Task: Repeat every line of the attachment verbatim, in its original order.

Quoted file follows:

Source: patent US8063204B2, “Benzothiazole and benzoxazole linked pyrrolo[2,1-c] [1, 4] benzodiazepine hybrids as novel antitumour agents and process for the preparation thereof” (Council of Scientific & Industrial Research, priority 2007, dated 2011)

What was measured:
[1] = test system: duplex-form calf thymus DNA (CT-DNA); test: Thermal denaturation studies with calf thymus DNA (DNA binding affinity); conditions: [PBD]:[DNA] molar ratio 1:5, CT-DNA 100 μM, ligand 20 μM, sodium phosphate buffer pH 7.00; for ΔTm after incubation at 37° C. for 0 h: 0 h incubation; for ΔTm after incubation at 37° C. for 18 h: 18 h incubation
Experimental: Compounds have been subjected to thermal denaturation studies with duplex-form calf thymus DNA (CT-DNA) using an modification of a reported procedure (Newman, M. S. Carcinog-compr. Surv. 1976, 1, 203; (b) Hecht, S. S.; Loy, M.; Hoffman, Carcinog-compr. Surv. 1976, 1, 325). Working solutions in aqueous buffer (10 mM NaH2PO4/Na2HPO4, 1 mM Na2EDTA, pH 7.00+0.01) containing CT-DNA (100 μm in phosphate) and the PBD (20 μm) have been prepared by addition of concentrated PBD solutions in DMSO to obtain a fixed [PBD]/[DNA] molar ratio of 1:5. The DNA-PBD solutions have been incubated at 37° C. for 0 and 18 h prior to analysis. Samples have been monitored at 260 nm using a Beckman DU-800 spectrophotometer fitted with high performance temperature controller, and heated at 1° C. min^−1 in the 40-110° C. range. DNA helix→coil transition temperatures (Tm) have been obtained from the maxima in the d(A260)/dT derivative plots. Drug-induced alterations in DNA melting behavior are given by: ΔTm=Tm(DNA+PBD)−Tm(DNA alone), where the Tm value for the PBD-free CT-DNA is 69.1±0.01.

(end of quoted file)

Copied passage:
Source: patent US8063204B2, “Benzothiazole and benzoxazole linked pyrrolo[2,1-c] [1, 4] benzodiazepine hybrids as novel antitumour agents and process for the preparation thereof” (Council of Scientific & Industrial Research, priority 2007, dated 2011)

What was measured:
[1] = test system: duplex-form calf thymus DNA (CT-DNA); test: Thermal denaturation studies with calf thymus DNA (DNA binding affinity); conditions: [PBD]:[DNA] molar ratio 1:5, CT-DNA 100 μM, ligand 20 μM, sodium phosphate buffer pH 7.00; for ΔTm after incubation at 37° C. for 0 h: 0 h incubation; for ΔTm after incubation at 37° C. for 18 h: 18 h incubation
Experimental: Compounds have been subjected to thermal denaturation studies with duplex-form calf thymus DNA (CT-DNA) using an modification of a reported procedure (Newman, M. S. Carcinog-compr. Surv. 1976, 1, 203; (b) Hecht, S. S.; Loy, M.; Hoffman, Carcinog-compr. Surv. 1976, 1, 325). Working solutions in aqueous buffer (10 mM NaH2PO4/Na2HPO4, 1 mM Na2EDTA, pH 7.00+0.01) containing CT-DNA (100 μm in phosphate) and the PBD (20 μm) have been prepared by addition of concentrated PBD solutions in DMSO to obtain a fixed [PBD]/[DNA] molar ratio of 1:5. The DNA-PBD solutions have been incubated at 37° C. for 0 and 18 h prior to analysis. Samples have been monitored at 260 nm using a Beckman DU-800 spectrophotometer fitted with high performance temperature controller, and heated at 1° C. min^−1 in the 40-110° C. range. DNA helix→coil transition temperatures (Tm) have been obtained from the maxima in the d(A260)/dT derivative plots. Drug-induced alterations in DNA melting behavior are given by: ΔTm=Tm(DNA+PBD)−Tm(DNA alone), where the Tm value for the PBD-free CT-DNA is 69.1±0.01.